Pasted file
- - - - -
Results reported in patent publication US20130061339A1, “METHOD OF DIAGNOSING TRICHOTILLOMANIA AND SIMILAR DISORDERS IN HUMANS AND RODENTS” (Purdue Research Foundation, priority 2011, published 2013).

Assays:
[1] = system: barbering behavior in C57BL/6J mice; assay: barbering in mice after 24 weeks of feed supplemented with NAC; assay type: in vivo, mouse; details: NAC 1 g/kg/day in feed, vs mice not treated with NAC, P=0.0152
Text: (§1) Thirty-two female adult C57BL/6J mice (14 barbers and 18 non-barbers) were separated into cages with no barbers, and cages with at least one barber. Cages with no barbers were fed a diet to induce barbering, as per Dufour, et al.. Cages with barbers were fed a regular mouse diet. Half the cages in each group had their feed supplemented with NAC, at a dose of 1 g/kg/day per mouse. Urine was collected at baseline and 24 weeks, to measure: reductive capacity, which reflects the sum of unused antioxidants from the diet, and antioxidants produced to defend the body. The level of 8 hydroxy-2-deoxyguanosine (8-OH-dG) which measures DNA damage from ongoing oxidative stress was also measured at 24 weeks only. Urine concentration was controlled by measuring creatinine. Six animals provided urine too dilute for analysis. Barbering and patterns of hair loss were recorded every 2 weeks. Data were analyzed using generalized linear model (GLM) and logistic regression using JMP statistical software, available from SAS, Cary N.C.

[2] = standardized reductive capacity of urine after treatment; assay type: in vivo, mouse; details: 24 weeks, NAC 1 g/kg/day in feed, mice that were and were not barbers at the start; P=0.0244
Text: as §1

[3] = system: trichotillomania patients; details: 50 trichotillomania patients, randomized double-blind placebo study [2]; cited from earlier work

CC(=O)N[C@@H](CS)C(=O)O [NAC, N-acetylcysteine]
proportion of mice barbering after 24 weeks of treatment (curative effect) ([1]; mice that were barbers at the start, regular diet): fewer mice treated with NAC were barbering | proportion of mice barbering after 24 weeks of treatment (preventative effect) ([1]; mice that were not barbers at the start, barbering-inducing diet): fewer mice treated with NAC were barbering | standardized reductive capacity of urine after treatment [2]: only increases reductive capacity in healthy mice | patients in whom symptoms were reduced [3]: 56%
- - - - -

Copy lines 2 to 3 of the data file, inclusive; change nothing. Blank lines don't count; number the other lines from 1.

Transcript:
Assays:
[1] = system: barbering behavior in C57BL/6J mice; assay: barbering in mice after 24 weeks of feed supplemented with NAC; assay type: in vivo, mouse; details: NAC 1 g/kg/day in feed, vs mice not treated with NAC, P=0.0152